The competition is intense and Academy voters will be bleary-eyed as they stream the contenders vying for spots on the respective shortlists, to be announced Feb. 9.
While this Bulgarian submission from filmmakers Kristina Grozeva and Petar Valchanov stands at 100 percent on Rotten Tomatoes, it probably will not be helped by sharing a title with one of this year's top-contending English-language films, which stars Anthony Hopkins.
Ana Rocha De Sousa's film was Portugal's original Oscar submission, but only 10 of its 77 minutes were in a language other than English, so it was rejected. Portugal was, however, allowed to submit a replacement title, and Pedro Costa's Vitalina Varela is now being evaluated for eligibility.
This Is Not a Burial, It’s a Resurrection; You Will Die at 20; Wiren
Despite the pandemic, more than 90 countries have entered films in this year’s international feature race, as the former foreign language film category is now known. The three films above hail from countries that have never previously been represented in the Oscar fray. From the continent of Africa, Lesotho submitted Lemohang Jeremiah Mosese’s This Is Not a Burial, It’s a Resurrection, which follows a widow planning her own funeral, while Sudan fielded Amjad Abu Alala’s feature debut, You Will Die at 20, about a young man whose early death has been foretold by a village holy man. (The latter film won the Luigi De Laurentiis Award for best debut film at the Venice Film Festival.) Additionally, the South American country of Suriname put forward Ivan Tai-Apin’s Wiren, the story of a deaf boy fighting against discrimination. Meanwhile, Bhutan entered a film for the first time in 21 years: Pawo Choyning Dorji’s Lunana: A Yak in the Classroom, which centers on a young singer who dreams of moving to Australia.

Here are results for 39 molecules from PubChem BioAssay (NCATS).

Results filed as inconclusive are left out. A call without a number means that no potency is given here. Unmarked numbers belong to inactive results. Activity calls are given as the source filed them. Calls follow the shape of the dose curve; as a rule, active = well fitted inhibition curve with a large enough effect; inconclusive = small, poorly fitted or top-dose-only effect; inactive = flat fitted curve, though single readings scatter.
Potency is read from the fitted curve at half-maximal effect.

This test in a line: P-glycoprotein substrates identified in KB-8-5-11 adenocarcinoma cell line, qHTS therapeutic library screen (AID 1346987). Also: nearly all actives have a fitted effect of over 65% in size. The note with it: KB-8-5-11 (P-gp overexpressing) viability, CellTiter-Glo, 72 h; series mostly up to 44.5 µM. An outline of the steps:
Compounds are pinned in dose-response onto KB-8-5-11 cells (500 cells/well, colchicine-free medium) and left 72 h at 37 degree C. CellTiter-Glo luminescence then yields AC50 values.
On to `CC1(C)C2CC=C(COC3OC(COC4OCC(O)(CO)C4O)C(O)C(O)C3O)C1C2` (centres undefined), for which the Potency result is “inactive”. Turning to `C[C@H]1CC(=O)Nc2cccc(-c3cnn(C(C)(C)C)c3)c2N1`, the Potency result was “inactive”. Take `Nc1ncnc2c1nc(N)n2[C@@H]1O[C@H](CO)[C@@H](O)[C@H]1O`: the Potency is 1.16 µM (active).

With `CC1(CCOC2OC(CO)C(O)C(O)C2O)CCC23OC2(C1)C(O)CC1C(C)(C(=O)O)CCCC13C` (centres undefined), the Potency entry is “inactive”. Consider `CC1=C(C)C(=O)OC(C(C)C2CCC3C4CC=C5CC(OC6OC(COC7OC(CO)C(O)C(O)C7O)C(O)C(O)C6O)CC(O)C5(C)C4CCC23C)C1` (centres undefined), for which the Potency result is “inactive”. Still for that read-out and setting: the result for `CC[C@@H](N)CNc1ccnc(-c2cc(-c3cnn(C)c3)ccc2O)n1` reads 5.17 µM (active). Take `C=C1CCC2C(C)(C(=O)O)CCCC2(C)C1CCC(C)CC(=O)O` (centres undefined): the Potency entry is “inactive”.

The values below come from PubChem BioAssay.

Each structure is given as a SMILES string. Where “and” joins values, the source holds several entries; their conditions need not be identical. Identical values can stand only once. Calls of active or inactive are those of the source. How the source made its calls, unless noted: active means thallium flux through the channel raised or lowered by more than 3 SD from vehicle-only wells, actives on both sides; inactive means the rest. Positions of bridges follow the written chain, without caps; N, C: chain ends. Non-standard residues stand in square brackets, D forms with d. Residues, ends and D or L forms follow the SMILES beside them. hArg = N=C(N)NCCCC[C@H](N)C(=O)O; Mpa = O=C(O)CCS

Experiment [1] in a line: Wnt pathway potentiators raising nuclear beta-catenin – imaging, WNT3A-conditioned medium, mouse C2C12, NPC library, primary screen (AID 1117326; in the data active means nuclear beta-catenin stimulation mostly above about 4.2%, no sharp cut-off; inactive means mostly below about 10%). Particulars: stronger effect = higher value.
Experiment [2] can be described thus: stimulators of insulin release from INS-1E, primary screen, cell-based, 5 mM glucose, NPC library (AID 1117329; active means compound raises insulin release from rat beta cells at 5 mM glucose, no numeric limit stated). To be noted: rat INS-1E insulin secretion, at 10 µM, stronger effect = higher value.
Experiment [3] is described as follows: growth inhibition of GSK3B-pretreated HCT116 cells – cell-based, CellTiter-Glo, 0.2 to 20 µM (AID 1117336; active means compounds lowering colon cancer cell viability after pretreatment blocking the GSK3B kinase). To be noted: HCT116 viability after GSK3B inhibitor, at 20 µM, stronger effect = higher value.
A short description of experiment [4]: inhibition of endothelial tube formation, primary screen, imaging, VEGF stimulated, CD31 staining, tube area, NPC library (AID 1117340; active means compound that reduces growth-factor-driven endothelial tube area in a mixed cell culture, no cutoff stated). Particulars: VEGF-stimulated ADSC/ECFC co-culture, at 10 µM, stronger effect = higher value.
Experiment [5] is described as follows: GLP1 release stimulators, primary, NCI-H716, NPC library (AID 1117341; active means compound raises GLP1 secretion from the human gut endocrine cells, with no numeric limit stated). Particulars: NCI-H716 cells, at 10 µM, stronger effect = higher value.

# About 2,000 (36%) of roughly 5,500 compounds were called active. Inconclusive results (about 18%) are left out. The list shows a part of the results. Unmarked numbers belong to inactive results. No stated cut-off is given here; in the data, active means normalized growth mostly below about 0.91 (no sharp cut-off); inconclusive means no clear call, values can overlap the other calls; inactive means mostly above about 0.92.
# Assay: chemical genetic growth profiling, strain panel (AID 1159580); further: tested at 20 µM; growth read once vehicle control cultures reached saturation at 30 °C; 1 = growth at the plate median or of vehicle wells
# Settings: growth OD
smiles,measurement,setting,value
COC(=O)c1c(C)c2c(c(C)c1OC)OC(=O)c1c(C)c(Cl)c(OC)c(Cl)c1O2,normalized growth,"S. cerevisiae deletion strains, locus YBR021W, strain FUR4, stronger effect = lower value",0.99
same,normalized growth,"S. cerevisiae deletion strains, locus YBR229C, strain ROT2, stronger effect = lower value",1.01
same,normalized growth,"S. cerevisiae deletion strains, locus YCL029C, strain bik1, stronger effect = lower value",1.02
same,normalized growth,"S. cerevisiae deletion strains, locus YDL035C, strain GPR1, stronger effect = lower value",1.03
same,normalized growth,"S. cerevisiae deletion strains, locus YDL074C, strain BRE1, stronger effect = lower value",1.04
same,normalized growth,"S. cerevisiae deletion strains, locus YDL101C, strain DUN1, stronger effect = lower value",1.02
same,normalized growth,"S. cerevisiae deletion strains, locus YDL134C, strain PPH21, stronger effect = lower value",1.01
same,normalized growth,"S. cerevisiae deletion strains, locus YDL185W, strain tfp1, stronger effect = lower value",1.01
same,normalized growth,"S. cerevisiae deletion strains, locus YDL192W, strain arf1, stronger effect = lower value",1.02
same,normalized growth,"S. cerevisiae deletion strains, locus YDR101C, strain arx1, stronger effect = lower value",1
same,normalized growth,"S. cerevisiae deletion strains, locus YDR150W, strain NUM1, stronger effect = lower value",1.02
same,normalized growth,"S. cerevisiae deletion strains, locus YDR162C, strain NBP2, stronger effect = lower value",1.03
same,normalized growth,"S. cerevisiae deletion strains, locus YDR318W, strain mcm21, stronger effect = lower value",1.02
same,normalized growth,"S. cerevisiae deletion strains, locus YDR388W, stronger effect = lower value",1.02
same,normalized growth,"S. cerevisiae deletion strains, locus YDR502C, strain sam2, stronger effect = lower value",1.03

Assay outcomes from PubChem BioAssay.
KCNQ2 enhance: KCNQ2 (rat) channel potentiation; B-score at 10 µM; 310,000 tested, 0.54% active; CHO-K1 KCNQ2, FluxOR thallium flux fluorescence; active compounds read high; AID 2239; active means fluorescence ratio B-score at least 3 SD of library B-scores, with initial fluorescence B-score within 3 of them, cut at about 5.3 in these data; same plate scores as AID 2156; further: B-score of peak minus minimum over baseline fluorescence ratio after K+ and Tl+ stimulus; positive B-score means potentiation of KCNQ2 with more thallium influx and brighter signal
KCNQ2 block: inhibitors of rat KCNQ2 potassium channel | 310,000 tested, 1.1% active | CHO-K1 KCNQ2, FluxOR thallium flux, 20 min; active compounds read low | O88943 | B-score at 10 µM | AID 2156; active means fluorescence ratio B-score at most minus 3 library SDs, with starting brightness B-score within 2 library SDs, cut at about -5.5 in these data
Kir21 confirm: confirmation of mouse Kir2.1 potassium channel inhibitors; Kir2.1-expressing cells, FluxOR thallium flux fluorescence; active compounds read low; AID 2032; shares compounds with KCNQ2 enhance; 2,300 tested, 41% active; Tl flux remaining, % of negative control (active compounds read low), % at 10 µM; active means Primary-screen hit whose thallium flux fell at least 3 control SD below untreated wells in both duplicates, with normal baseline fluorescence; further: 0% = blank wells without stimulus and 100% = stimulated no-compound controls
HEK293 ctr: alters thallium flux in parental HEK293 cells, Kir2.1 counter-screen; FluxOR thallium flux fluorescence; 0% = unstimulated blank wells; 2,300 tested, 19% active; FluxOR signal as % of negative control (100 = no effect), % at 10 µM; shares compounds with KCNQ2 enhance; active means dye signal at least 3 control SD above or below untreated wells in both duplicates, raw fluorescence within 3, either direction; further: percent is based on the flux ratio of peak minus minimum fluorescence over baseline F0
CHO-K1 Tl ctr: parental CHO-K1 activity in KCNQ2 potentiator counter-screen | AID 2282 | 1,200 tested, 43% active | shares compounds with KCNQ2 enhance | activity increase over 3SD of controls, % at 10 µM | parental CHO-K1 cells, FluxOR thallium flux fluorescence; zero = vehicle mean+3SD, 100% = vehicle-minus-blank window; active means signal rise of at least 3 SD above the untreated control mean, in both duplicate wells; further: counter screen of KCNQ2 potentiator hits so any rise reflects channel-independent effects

Canada tried to get the latest film from Deepa Mehta — whose 2005 film Water was a Canadian submission and ultimately a nominee — into the race, even though it is mostly in English. But it was rejected, and another Canadian title, Jean-Philippe Duval's 14 Days, 12 Nights, has been submitted in its place.
Gianfranco Rosi's study of people trying to rebuild their lives in the war-torn Middle East is one of several standout films contending in both doc and international film categories. On Dec. 26, it opened the Capri, Hollywood Film Festival, where it was feted as European movie of the year.
The 45th film from 91-year-old doc legend Frederick Wiseman, a 4.5-hour study of Boston city government that both chief film critics of The New York Times ranked as the No. 2 film of 2020, made its TV debut Dec. 22 on PBS. Wiseman has never received an Oscar nom, but did receive an honorary Oscar in 2017.
All In: The Fight for Democracy
Amazon's doc about voter suppression efforts, unveiled before the presidential election, feels as urgent as ever: Principal talking head/producer Stacey Abrams (above) helped to swing Georgia for Joe Biden and is at the center of her state's two senatorial runoffs.
Several 2020 docs deal with COVID-19 — Alex Gibney's Totally Under Control and Adam Benzine's The Curve among them — but this one, from Sheila Nevins' MTV Documentary Films, has received the most attention: Gotham and Cinema Eye Honors noms and spots on the IDA and DOC NYC shortlists.
The Bee Gees: How Can You Mend a Broken Heart
This well-reviewed portrait of the brothers Gibb, directed by producer Frank Marshall, was a Telluride Film Festival pick and debuted in December on HBO after a controversial decision by the cabler to mount a campaign for the Emmys rather than the Oscars.
Kiss the Ground
This film about the global "regenerative agriculture" movement — one of more than two dozen docs being promoted to Oscar voters on the Academy's streaming service for both picture and doc feature noms — counts Gisele Bündchen and Julian Lennon as executive producers and is now streaming on Netflix.
This story first appeared in a January stand-alone issue of The Hollywood Reporter magazine. To receive the magazine, click here to subscribe.